No, the ends don't always justify the means, but the end of defeating Nazism was the kind that truly justified any means, even the incineration of hundreds of thousands of German men, women, and children. Had we incinerated 10 times more than we did, the moral assessment would remain the same because to have run even the slightest risk of losing the war to a creature like Hitler out of moral squeamishness would have been to commit a vastly greater moral offense than perhaps any other in history.This horrifying quotation comes in the course condemning as the "worst book of the year" A. C. Grayling's Among the Dead Cities: The History and Moral Legacy of the WWII Bombing of Civilians in Germany and Japan.
Thus, in the end, it doesn't ultimately matter whether the brutality of the area-bombing campaign can or cannot be retrospectively justified by its military utility. All that should signify is that British leaders believed it was at the time, and they were the ones making those difficult decisions under circumstances forced upon them.
How nauseating, and how typical of the blood-thirsty imperialist neocon, for outrage at the slaughter of hundreds of thousands of innocent lives to be branded "moral squeamishness." This follows from Gitz's deep-seated faith that if the U.S. government, or one of its allies, commits an atrocity, it must really have been necessary and therefore morally unblemished. No need, in this view, to examine matters too closely. Gitz may fancy himself a historian, but he is surely no historian in the tradition of Lord Acton. Murray Rothbard reminded us,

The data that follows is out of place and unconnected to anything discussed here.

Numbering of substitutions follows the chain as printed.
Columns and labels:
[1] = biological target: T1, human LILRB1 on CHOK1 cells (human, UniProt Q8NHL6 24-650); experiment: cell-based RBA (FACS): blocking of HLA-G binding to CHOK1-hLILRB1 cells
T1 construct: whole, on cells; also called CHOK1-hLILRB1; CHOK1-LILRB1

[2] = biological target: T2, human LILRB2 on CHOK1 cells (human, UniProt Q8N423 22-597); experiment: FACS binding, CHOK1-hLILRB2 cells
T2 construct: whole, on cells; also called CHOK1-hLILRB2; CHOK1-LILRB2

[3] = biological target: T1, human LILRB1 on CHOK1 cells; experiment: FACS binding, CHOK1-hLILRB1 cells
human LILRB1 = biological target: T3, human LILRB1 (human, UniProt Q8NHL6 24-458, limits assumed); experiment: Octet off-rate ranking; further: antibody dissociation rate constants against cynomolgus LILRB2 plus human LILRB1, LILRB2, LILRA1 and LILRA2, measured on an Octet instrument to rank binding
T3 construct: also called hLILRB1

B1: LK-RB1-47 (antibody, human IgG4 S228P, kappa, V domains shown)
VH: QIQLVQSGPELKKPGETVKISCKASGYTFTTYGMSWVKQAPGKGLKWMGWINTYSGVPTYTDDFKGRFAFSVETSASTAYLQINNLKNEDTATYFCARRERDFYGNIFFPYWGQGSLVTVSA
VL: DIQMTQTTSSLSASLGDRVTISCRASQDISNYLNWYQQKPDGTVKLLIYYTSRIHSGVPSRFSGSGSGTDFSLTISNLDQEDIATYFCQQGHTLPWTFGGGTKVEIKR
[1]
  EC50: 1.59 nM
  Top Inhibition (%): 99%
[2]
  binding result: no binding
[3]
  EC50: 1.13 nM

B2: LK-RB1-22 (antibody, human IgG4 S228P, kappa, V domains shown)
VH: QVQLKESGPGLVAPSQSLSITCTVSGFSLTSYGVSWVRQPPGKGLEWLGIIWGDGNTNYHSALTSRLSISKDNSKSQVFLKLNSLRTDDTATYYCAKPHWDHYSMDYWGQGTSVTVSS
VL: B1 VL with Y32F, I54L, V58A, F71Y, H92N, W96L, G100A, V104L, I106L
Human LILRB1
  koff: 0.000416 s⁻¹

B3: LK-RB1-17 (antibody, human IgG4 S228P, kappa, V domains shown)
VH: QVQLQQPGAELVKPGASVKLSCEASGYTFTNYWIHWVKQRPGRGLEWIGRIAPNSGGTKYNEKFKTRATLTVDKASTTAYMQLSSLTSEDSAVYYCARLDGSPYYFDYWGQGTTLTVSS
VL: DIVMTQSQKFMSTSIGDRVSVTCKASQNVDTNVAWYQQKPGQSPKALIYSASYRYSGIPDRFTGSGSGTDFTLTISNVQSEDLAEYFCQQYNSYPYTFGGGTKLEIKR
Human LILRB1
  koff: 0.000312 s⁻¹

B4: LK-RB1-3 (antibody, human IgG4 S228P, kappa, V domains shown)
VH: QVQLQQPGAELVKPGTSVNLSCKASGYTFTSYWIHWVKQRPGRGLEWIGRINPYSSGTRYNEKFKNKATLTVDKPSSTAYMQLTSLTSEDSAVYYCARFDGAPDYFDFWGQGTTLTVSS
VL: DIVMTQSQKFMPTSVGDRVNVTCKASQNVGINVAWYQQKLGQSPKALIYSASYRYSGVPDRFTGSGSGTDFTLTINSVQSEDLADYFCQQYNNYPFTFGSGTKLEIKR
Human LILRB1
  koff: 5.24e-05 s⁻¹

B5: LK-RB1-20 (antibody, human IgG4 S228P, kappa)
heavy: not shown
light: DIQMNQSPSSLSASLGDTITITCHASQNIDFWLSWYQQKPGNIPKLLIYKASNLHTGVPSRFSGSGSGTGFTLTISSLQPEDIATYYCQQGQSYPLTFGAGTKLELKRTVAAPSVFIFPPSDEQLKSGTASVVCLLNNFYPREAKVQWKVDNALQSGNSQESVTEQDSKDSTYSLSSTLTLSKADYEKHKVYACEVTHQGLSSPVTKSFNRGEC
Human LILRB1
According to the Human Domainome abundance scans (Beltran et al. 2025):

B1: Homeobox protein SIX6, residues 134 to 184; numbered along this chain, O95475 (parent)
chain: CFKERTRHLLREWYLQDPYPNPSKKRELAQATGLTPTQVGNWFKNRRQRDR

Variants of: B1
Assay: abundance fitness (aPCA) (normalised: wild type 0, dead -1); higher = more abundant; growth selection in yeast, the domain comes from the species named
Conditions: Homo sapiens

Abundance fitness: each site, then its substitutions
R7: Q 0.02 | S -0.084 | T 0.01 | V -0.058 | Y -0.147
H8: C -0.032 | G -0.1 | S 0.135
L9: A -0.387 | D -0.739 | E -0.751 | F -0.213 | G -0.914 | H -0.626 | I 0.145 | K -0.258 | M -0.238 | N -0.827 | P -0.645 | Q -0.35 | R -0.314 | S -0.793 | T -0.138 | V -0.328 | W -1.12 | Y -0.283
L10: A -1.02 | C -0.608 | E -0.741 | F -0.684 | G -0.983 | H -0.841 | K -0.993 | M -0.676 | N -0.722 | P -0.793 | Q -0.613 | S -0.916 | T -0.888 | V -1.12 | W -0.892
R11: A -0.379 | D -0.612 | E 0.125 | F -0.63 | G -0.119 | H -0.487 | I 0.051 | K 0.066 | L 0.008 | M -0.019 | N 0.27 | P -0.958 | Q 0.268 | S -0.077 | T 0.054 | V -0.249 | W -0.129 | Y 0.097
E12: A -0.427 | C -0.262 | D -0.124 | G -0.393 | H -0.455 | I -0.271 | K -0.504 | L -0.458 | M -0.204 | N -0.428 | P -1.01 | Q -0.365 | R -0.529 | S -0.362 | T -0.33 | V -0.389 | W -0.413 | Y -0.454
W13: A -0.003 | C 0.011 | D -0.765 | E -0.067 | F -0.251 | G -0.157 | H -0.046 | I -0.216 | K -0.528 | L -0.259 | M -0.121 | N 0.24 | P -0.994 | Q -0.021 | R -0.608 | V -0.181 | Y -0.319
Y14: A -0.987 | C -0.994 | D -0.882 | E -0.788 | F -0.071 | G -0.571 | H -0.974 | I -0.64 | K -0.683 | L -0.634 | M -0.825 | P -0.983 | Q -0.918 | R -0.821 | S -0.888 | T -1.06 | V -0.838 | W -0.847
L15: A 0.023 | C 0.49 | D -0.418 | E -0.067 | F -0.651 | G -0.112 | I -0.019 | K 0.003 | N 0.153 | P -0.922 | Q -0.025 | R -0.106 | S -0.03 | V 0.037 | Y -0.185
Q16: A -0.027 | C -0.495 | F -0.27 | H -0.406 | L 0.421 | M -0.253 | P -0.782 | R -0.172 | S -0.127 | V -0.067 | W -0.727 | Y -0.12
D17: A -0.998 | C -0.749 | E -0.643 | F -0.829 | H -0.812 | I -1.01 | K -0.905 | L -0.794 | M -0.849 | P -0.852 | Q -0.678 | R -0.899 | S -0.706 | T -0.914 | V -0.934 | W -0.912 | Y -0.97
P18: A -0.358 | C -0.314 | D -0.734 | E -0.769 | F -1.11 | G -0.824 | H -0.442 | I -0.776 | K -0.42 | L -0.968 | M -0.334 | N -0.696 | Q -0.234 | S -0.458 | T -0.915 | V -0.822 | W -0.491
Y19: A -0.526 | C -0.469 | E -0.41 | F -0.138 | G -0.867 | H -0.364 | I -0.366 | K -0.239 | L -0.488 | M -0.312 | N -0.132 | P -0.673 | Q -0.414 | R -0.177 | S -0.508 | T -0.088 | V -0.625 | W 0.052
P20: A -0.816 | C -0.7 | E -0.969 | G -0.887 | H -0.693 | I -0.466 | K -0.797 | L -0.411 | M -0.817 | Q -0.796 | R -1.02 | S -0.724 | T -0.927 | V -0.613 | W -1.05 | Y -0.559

As Lord Acton, the great libertarian historian, put it, the historian, in the last analysis, must be a moral judge. The muse of the historian, he wrote, is not Clio, but Rhadamanthus, the legendary avenger of innocent blood.Cross-posted at Liberty & Power.